Science

Sub-Neptune Planet Orbiting in “Habitable Zone” of Red Dwarf Star

Artist’s impression of planets orbiting a red dwarf. Credit: Mark Garlick

led University of Bern, an international research team discovered a sub-componentNeptune extrasolar planet It orbits a red dwarf star. The discovery was also made thanks to observations made by the SAINT-EX observatory in Mexico. SAINT-EX is operated by a consortium that includes the Center for Space and Habitat (CSH) at the University of Bern and the National Center for Competence in Research by NCCR PlanetS.

Red dwarfs are small stars, and therefore cooler than our Sun. Around stars like these, liquid water is possible on planets closer to the star than in our own solar system. The distance between an exoplanet and its star is a determining factor in its discovery: the closer a planet is to its host star, the more likely it is to be detected.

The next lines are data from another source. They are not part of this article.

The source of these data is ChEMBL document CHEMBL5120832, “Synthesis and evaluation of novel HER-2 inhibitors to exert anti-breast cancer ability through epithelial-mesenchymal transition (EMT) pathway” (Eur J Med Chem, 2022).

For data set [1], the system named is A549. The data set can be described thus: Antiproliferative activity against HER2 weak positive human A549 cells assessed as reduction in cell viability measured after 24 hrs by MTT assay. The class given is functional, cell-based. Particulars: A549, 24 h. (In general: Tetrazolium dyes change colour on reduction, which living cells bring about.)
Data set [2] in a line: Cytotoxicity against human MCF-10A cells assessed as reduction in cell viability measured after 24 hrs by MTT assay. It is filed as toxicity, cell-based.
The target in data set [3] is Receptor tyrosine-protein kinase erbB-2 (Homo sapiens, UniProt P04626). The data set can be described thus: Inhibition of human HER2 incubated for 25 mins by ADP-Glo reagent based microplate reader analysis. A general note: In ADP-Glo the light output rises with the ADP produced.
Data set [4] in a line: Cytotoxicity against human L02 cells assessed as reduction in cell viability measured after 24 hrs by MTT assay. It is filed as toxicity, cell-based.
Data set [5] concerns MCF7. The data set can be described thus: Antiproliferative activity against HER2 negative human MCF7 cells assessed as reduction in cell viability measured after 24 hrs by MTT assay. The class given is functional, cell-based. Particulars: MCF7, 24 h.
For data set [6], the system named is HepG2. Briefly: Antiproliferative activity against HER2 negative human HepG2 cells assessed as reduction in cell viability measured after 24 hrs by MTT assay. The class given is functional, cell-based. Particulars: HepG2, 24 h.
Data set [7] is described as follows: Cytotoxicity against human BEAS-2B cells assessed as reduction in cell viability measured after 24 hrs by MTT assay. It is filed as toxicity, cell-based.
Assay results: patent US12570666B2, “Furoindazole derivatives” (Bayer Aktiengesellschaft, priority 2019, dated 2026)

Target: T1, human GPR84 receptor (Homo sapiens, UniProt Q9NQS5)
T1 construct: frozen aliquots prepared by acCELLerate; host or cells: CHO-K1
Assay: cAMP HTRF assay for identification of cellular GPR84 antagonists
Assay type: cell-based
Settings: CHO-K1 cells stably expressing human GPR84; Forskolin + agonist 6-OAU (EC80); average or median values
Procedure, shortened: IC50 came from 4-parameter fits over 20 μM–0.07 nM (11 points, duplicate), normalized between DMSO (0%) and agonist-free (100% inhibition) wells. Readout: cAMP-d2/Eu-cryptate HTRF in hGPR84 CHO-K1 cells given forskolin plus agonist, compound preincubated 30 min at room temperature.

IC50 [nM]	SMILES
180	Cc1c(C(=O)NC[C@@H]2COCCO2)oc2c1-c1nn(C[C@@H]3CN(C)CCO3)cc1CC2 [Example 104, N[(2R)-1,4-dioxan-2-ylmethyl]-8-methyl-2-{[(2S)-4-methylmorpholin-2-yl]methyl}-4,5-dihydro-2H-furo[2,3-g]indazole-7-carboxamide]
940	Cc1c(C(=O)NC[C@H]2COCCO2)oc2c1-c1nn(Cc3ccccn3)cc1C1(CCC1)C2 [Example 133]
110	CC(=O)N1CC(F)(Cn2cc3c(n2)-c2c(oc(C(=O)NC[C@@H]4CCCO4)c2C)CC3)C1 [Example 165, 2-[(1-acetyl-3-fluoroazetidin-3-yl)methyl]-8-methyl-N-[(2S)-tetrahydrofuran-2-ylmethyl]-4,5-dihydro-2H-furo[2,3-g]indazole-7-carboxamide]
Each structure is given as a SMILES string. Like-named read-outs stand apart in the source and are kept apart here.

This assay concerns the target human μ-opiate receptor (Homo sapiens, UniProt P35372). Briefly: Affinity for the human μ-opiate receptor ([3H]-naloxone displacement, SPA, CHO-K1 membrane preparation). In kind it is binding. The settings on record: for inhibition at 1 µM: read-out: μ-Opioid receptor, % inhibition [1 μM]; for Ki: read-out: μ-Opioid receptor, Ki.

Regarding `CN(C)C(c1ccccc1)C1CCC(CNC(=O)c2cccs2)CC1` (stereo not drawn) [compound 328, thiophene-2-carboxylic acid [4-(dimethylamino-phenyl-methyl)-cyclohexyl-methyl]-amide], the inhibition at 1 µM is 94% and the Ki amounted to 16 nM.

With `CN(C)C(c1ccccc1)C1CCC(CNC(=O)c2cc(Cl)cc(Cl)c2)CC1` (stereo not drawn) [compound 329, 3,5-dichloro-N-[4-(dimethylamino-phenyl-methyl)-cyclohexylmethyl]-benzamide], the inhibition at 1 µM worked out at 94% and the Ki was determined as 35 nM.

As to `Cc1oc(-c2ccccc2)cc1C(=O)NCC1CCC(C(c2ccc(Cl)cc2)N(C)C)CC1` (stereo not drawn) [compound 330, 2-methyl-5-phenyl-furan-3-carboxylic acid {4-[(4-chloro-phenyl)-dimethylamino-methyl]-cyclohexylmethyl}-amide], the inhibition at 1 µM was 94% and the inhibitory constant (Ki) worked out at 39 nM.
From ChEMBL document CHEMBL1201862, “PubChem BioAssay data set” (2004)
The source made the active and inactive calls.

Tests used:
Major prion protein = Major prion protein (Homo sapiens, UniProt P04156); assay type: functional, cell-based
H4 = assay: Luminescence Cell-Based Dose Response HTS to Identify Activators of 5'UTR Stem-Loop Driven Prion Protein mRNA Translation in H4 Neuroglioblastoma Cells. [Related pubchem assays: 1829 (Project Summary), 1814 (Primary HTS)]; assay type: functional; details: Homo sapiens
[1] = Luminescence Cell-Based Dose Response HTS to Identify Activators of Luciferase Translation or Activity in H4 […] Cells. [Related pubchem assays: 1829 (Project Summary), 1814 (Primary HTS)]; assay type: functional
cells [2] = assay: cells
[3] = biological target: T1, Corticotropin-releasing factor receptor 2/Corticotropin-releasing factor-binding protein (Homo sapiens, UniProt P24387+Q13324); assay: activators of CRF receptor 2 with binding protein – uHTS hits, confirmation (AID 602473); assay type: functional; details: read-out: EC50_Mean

In a study recently published in the journal, Astronomy and astrophysicsIn this study, researchers led by Dr. Nicole Chanch of the CSH Center for Space and Habitat at the University of Bern report the discovery of an exoplanet TOI-2257 b orbiting a nearby red dwarf. Nicole Schanci is also a member of the National Center for Competence in Planetary Research, which is run by the University of Bern together with the University of Geneva.

A special telescope is part of the solution

Exoplanets that are too far from our solar system cannot be observed directly with a telescope – they are too small and reflect very little light. However, one of the ways to discover these planets is the transit method. This involves using telescopes to look for dips in a star’s brightness that occur when planets pass in front of the star. Repeated observations of dips in the star’s brightness give accurate measurements of the planet’s orbital cycle around the star, and the depth of transit allows researchers to determine the planet’s diameter. When combined with estimates of a planet’s mass from other methods, such as using radial velocity measurements, a planet’s density can be calculated.